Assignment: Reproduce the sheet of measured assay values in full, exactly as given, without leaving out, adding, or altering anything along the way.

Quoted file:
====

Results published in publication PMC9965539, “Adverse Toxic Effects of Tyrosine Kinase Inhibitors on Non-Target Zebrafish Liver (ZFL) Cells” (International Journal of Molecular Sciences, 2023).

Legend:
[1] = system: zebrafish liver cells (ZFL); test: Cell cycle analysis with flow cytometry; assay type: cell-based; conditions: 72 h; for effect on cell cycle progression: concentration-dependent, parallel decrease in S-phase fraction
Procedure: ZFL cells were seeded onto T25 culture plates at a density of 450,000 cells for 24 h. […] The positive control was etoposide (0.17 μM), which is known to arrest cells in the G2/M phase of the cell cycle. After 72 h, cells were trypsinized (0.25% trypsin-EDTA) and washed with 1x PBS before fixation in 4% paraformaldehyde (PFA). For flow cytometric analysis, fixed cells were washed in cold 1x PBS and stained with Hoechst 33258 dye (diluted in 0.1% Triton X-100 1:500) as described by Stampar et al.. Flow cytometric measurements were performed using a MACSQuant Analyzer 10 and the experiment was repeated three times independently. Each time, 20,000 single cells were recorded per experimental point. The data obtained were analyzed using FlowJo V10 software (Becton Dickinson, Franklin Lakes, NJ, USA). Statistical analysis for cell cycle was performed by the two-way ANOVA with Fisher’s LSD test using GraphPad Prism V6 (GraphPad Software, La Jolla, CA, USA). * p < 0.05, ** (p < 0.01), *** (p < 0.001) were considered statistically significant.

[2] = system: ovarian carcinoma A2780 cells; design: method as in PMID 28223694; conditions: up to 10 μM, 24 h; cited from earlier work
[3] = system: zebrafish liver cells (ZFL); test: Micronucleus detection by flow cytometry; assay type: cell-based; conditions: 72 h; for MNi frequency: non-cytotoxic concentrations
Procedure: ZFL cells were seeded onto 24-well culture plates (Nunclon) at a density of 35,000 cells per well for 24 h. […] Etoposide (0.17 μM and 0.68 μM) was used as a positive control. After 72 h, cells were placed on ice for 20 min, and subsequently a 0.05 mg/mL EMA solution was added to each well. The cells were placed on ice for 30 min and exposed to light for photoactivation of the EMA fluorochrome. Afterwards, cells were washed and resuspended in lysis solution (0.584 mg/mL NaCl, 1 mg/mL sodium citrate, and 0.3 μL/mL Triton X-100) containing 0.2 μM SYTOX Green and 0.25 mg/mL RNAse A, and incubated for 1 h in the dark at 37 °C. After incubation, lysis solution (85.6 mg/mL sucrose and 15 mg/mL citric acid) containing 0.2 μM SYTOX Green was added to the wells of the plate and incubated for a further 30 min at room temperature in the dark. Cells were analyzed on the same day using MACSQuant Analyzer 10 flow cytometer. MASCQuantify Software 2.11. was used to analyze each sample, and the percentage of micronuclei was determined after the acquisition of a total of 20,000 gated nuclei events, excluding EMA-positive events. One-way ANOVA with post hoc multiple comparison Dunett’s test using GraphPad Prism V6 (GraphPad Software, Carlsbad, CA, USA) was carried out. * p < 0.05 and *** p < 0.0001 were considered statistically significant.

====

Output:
Results published in publication PMC9965539, “Adverse Toxic Effects of Tyrosine Kinase Inhibitors on Non-Target Zebrafish Liver (ZFL) Cells” (International Journal of Molecular Sciences, 2023).

Legend:
[1] = system: zebrafish liver cells (ZFL); test: Cell cycle analysis with flow cytometry; assay type: cell-based; conditions: 72 h; for effect on cell cycle progression: concentration-dependent, parallel decrease in S-phase fraction
Procedure: ZFL cells were seeded onto T25 culture plates at a density of 450,000 cells for 24 h. […] The positive control was etoposide (0.17 μM), which is known to arrest cells in the G2/M phase of the cell cycle. After 72 h, cells were trypsinized (0.25% trypsin-EDTA) and washed with 1x PBS before fixation in 4% paraformaldehyde (PFA). For flow cytometric analysis, fixed cells were washed in cold 1x PBS and stained with Hoechst 33258 dye (diluted in 0.1% Triton X-100 1:500) as described by Stampar et al.. Flow cytometric measurements were performed using a MACSQuant Analyzer 10 and the experiment was repeated three times independently. Each time, 20,000 single cells were recorded per experimental point. The data obtained were analyzed using FlowJo V10 software (Becton Dickinson, Franklin Lakes, NJ, USA). Statistical analysis for cell cycle was performed by the two-way ANOVA with Fisher’s LSD test using GraphPad Prism V6 (GraphPad Software, La Jolla, CA, USA). * p < 0.05, ** (p < 0.01), *** (p < 0.001) were considered statistically significant.

[2] = system: ovarian carcinoma A2780 cells; design: method as in PMID 28223694; conditions: up to 10 μM, 24 h; cited from earlier work
[3] = system: zebrafish liver cells (ZFL); test: Micronucleus detection by flow cytometry; assay type: cell-based; conditions: 72 h; for MNi frequency: non-cytotoxic concentrations
Procedure: ZFL cells were seeded onto 24-well culture plates (Nunclon) at a density of 35,000 cells per well for 24 h. […] Etoposide (0.17 μM and 0.68 μM) was used as a positive control. After 72 h, cells were placed on ice for 20 min, and subsequently a 0.05 mg/mL EMA solution was added to each well. The cells were placed on ice for 30 min and exposed to light for photoactivation of the EMA fluorochrome. Afterwards, cells were washed and resuspended in lysis solution (0.584 mg/mL NaCl, 1 mg/mL sodium citrate, and 0.3 μL/mL Triton X-100) containing 0.2 μM SYTOX Green and 0.25 mg/mL RNAse A, and incubated for 1 h in the dark at 37 °C. After incubation, lysis solution (85.6 mg/mL sucrose and 15 mg/mL citric acid) containing 0.2 μM SYTOX Green was added to the wells of the plate and incubated for a further 30 min at room temperature in the dark. Cells were analyzed on the same day using MACSQuant Analyzer 10 flow cytometer. MASCQuantify Software 2.11. was used to analyze each sample, and the percentage of micronuclei was determined after the acquisition of a total of 20,000 gated nuclei events, excluding EMA-positive events. One-way ANOVA with post hoc multiple comparison Dunett’s test using GraphPad Prism V6 (GraphPad Software, Carlsbad, CA, USA) was carried out. * p < 0.05 and *** p < 0.0001 were considered statistically significant.